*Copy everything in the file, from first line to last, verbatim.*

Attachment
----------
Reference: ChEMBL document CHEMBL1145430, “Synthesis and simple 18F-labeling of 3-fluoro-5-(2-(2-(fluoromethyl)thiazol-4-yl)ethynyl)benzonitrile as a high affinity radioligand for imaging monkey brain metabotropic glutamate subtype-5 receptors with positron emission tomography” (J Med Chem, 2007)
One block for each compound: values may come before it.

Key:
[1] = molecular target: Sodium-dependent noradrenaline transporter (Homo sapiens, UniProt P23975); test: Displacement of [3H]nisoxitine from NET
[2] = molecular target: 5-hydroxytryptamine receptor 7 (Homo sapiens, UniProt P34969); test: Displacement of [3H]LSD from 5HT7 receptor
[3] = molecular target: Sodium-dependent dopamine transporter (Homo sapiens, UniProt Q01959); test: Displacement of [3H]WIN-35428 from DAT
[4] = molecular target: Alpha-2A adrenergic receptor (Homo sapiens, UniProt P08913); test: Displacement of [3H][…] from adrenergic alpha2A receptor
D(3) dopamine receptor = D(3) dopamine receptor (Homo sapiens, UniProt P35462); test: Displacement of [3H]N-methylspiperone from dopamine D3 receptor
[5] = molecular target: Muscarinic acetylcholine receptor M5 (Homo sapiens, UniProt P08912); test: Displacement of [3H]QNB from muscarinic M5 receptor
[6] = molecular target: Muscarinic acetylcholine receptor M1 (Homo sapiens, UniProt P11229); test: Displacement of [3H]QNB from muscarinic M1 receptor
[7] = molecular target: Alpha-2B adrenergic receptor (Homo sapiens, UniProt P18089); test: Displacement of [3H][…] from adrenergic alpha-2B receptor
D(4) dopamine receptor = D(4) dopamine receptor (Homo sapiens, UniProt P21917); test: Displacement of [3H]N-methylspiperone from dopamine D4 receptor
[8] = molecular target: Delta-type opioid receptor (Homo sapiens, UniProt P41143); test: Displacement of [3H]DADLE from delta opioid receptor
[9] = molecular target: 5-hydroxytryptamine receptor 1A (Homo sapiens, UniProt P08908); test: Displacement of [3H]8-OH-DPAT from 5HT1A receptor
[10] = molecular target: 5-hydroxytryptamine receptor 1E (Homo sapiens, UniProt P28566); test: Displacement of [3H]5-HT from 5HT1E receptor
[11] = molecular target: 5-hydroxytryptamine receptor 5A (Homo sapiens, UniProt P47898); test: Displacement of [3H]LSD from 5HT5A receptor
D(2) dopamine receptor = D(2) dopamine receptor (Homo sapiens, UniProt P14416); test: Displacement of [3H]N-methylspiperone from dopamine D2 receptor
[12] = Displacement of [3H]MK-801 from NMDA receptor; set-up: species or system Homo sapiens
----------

Reference: ChEMBL document CHEMBL1145430, “Synthesis and simple 18F-labeling of 3-fluoro-5-(2-(2-(fluoromethyl)thiazol-4-yl)ethynyl)benzonitrile as a high affinity radioligand for imaging monkey brain metabotropic glutamate subtype-5 receptors with positron emission tomography” (J Med Chem, 2007)
One block for each compound: values may come before it.

Key:
[1] = molecular target: Sodium-dependent noradrenaline transporter (Homo sapiens, UniProt P23975); test: Displacement of [3H]nisoxitine from NET
[2] = molecular target: 5-hydroxytryptamine receptor 7 (Homo sapiens, UniProt P34969); test: Displacement of [3H]LSD from 5HT7 receptor
[3] = molecular target: Sodium-dependent dopamine transporter (Homo sapiens, UniProt Q01959); test: Displacement of [3H]WIN-35428 from DAT
[4] = molecular target: Alpha-2A adrenergic receptor (Homo sapiens, UniProt P08913); test: Displacement of [3H][…] from adrenergic alpha2A receptor
D(3) dopamine receptor = D(3) dopamine receptor (Homo sapiens, UniProt P35462); test: Displacement of [3H]N-methylspiperone from dopamine D3 receptor
[5] = molecular target: Muscarinic acetylcholine receptor M5 (Homo sapiens, UniProt P08912); test: Displacement of [3H]QNB from muscarinic M5 receptor
[6] = molecular target: Muscarinic acetylcholine receptor M1 (Homo sapiens, UniProt P11229); test: Displacement of [3H]QNB from muscarinic M1 receptor
[7] = molecular target: Alpha-2B adrenergic receptor (Homo sapiens, UniProt P18089); test: Displacement of [3H][…] from adrenergic alpha-2B receptor
D(4) dopamine receptor = D(4) dopamine receptor (Homo sapiens, UniProt P21917); test: Displacement of [3H]N-methylspiperone from dopamine D4 receptor
[8] = molecular target: Delta-type opioid receptor (Homo sapiens, UniProt P41143); test: Displacement of [3H]DADLE from delta opioid receptor
[9] = molecular target: 5-hydroxytryptamine receptor 1A (Homo sapiens, UniProt P08908); test: Displacement of [3H]8-OH-DPAT from 5HT1A receptor
[10] = molecular target: 5-hydroxytryptamine receptor 1E (Homo sapiens, UniProt P28566); test: Displacement of [3H]5-HT from 5HT1E receptor
[11] = molecular target: 5-hydroxytryptamine receptor 5A (Homo sapiens, UniProt P47898); test: Displacement of [3H]LSD from 5HT5A receptor
D(2) dopamine receptor = D(2) dopamine receptor (Homo sapiens, UniProt P14416); test: Displacement of [3H]N-methylspiperone from dopamine D2 receptor
[12] = Displacement of [3H]MK-801 from NMDA receptor; set-up: species or system Homo sapiens